#12 silverstoned83, Jul 7, 2015
    Last edited: Jul 7, 2015
  13. bobmyers

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    sorry you are having those issues-- you have a lot of experience with lipos--
    I am not a chemist-- but I do own and use a lot of lipos in rc flying and I would not ever intentionally drain one to eight percent-- in my experience, when they get that low, they will never regain their original cell balance and will start to degrade, some more rapidly than others. 20 percent is the lowest I try to ever discharge to and after the battery is broken in, always between 20 and 30 percent.
    IMHO :):)
    Hopefully, the lithium chemo-physics genius will show up--- I will be watching and listening.
     
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  14. silverstoned83

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    I follow this method too.. I have also found out the hard way that LiPo's do not like to be discharged below 20%. This should be considered reserve capacity and should not be used unless you have no choice.
     
  15. DaveN

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    I came across a site that might interest all. Battery University is site that describes all sorts of batteries.

    http://batteryuniversity.com/

    There’s a great section on extending a batteries life. Although the main intent is laptop or cell phone batteries, the overall principals are the same.

    Some of the sections include:
    Crash Course on Batteries
    How to Prolong Battery Life
    "Smart" Battery

    Here’s the breakdown on the Lithium section:
    • Lithium-ion
    BU-808: How to Prolong Lithium-based Batteries

    BU-808a: How to Awaken Sleeping Li-ion

    BU-808b: What causes Li-ion to die?

    BU-808c: What the User Can Do

    BU-809: How to Maximize Runtime

    BU-809a: What Everyone Should Know about Aftermarket Batteries

    Overall it’s good reading. It's best to read about lithium batteries and temperature. I always let my batteries cool to room temp before charging, even if they have internal protection.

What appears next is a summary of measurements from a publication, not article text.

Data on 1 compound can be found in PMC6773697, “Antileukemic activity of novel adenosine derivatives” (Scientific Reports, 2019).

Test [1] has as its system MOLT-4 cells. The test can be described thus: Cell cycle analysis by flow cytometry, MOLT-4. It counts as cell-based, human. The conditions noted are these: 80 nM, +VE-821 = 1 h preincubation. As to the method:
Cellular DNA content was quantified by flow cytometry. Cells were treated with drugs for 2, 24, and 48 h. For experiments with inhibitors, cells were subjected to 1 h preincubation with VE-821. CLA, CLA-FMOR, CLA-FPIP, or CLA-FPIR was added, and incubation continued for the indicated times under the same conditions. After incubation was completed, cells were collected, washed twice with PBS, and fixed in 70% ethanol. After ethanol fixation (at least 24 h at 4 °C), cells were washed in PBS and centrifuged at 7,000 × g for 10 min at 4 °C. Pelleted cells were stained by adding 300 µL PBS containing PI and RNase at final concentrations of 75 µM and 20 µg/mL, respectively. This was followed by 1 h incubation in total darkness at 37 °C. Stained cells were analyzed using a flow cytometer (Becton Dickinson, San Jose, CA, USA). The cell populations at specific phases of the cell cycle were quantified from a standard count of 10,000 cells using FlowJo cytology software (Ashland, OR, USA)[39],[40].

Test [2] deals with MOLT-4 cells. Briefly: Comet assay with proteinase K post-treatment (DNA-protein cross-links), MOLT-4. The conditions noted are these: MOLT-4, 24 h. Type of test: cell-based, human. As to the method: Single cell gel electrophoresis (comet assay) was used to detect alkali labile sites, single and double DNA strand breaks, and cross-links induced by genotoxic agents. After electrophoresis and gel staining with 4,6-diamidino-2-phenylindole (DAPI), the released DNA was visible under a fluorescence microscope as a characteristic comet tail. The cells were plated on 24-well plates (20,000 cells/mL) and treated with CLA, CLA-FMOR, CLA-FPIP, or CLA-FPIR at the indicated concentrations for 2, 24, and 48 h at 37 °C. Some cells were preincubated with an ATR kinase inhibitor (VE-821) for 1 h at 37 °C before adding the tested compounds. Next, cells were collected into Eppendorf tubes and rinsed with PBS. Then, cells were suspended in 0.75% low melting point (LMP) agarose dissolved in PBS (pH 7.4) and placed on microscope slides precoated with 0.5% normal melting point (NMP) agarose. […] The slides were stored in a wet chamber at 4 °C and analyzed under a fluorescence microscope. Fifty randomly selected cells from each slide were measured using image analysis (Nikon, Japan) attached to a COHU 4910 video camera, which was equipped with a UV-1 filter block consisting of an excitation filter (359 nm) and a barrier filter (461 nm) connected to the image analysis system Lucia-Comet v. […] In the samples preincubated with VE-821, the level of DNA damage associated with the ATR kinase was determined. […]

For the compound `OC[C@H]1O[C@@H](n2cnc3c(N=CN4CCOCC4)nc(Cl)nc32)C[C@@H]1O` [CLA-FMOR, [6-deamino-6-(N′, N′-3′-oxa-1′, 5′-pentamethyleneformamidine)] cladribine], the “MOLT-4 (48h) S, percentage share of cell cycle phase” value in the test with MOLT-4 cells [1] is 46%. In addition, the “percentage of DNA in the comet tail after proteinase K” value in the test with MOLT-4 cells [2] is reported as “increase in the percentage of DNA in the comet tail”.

16. mrfun

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    OK - I'm with you on the 8% - been reading that all over the place...20% is my new low end.
    but
    Break-in period? what break-in period....I must have missed that chapter completely!
    What should I do for the first 10 cycles - land at 50% ?

    As for heat - I can't avoid flying in the heat. Should I keep the batteries in a cooler or something to maintain the temperature around 75F before I have to fly in hot weather - would that help?
     
  17. mrfun

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    i knew the smart people would be over here with the phantom 3's.
     
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  18. silverstoned83

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    I was surprised not to see it in the manual myself. No manufacturer wants to make it sound like you have to baby these things in order to prevent a premature failure, they would rather make it sound effortless.

    Don't put the LiPo's in a cooler, that could cause condensation build up and cause a short. I would simply minimize the amount of time your LiPo's are warm to the touch. Using the car's AC before and after the flight will significantly alleviate heat stress on the LiPo.
     
  19. bobmyers

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    There is another line of thought -- proven-- I don't know-- but I used it to be on the safe side. On the Phantom-- 10 minute flights for 10 flights-- which actually equate to running the voltage no lower than 50% for the first ten flights. They call it "conditioning" -- I have no issue with it, so I practice that with every battery-- and to date-- no battery issues-- :):)
     
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  20. silverstoned83

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    On top of that, I suggest using the battery temp as another way to know when to land. I've noticed that my batteries never exceed 47-49°C in the pilot app after a break in flight that brings it down to 50%, in 85°F weather. In warmer climates, it may be necessary to stop the flight if the temp gets to 50°C, which could be as early as 60-65%. I wouldn't want it to be any warmer than that during the break in period.